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  • Marijan Hassan - Tech Journalist

OpenAI launches SORA, tool that creates video from text

After giving us ChatGPT and Dall-E, OpenAI is showing no signs of slowing down. The AI startup under the leadership of Sam Altman has announced a new tool that can create videos from text prompts. They are calling it Sora.

The new tool can produce a video of up to a minute long based either on instructions given by the user. It can also convert a still image into a motion picture or add new material into an existing video.

“We’re teaching AI to understand and simulate the physical world in motion, with the goal of training models that help people solve problems that require real-world interaction,” OpenAI wrote in a blog post.

The blog also includes a bunch of Sora-generated videos together with the prompts used to generate them.

One of the prompts for instance is, “A stylish woman walks down a Tokyo street filled with warm glowing neon and animated city signage. She wears a black leather jacket, a long red dress, and black boots, and carries a black purse. She wears sunglasses and red lipstick. She walks confidently and casually. The street is damp and reflective, creating a mirror effect of the colorful lights. Many pedestrians walk about.”

To my surprise the AI does a pretty great job of creating the visuals.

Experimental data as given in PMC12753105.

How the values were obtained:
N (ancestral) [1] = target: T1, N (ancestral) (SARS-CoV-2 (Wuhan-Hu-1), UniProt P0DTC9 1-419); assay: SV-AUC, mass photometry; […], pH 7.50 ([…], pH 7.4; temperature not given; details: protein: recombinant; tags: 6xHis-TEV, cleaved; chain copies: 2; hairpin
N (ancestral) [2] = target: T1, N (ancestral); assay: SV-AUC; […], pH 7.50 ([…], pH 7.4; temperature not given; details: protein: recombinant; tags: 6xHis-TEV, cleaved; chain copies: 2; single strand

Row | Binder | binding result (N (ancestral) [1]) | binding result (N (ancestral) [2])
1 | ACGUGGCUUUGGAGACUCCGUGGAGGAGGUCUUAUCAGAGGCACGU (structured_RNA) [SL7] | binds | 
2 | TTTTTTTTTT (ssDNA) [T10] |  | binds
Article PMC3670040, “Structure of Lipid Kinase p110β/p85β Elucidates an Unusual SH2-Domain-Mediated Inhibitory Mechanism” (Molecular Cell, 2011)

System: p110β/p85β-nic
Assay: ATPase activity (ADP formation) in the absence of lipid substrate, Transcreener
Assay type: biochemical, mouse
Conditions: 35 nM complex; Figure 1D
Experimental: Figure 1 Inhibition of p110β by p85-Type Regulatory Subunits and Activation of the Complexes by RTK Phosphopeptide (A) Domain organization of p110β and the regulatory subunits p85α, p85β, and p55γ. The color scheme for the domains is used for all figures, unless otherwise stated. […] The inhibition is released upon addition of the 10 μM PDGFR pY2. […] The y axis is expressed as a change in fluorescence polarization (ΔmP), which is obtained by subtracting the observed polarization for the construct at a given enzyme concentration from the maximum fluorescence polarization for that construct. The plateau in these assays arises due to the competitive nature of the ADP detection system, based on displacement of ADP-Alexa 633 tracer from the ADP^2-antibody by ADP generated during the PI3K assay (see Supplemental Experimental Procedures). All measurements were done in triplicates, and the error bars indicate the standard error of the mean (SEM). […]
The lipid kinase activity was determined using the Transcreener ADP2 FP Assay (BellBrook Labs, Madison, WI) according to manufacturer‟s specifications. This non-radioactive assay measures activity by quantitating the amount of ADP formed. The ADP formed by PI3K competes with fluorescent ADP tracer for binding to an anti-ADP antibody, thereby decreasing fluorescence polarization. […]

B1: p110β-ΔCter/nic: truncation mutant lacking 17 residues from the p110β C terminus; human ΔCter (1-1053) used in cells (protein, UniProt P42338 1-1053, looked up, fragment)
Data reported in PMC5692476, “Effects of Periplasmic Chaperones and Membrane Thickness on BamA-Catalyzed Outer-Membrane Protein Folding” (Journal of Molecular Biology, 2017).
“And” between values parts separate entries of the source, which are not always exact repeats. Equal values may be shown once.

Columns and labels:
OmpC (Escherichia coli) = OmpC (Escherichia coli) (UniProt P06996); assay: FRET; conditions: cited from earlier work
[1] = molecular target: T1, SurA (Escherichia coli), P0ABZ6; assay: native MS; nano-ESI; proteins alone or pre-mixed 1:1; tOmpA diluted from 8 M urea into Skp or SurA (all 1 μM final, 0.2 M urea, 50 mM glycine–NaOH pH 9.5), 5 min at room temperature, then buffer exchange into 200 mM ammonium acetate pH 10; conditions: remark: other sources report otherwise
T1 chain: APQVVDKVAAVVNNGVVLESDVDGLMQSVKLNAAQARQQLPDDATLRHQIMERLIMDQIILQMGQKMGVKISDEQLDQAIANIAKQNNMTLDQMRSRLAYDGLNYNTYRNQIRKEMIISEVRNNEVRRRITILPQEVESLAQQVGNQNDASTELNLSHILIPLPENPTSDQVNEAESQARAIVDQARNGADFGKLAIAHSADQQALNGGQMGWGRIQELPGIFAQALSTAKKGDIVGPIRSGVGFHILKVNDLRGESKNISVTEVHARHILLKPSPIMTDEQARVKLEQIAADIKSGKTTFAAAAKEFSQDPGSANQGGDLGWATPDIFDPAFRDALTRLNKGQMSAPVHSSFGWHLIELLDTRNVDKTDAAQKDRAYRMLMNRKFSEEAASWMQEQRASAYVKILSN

At the moment, Sora is only available to select creatives (visual artists, designers, and filmmakers) as well as security experts trying to find vulnerabilities that could be exploited.

“Today, Sora is becoming available to red teamers to assess critical areas for harms or risks. We are also granting access to a number of visual artists, designers, and filmmakers to gain feedback on how to advance the model to be most helpful for creative professionals,” the OpenAI blog post further reads.

Sora is able to generate complex scenes with multiple characters, specific types of motion, and accurate details of the subject and background. The model understands not only what the user has asked for in the prompt, but also how those things exist in the physical world.

However, as we’ve come to expect with AI, the tool is not perfect.

It may struggle with accurately simulating the physics of a complex scene, and may not understand specific instances of cause and effect. For example, a person might take a bite out of a cookie, but afterward, the cookie may not have a bite mark.

Still, it’s a remarkable feat by OpenAI that may even be seen as justification for the company’s plan to branch from its original plan of being an open source non-profit organization.

At the moment we will have to wait until the tool becomes publicly available to test the full extent of its capabilities.


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